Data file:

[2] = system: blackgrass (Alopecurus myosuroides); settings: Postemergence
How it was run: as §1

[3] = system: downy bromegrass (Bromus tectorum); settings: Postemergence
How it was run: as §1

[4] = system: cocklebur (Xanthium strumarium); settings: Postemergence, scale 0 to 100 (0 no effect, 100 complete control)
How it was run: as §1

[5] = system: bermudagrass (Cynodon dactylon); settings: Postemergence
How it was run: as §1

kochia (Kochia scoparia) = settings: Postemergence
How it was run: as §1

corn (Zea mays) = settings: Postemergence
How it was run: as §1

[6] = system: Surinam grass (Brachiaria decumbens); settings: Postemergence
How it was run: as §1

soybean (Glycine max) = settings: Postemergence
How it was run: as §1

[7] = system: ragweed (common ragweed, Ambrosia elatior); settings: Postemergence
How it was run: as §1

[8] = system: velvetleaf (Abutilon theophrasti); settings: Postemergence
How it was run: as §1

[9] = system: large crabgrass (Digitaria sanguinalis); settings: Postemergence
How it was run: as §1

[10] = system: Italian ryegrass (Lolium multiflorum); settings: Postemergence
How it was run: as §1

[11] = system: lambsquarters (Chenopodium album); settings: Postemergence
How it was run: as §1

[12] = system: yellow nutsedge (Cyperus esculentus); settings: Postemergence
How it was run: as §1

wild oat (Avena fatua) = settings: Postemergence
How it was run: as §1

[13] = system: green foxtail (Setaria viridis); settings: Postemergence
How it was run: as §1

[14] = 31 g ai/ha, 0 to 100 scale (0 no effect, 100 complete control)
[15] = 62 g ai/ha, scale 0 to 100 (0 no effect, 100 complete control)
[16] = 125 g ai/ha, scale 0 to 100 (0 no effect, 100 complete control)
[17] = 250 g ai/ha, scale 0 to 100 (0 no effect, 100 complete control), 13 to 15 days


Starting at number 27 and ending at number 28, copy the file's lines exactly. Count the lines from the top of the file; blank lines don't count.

[12] = system: yellow nutsedge (Cyperus esculentus); settings: Postemergence
How it was run: as §1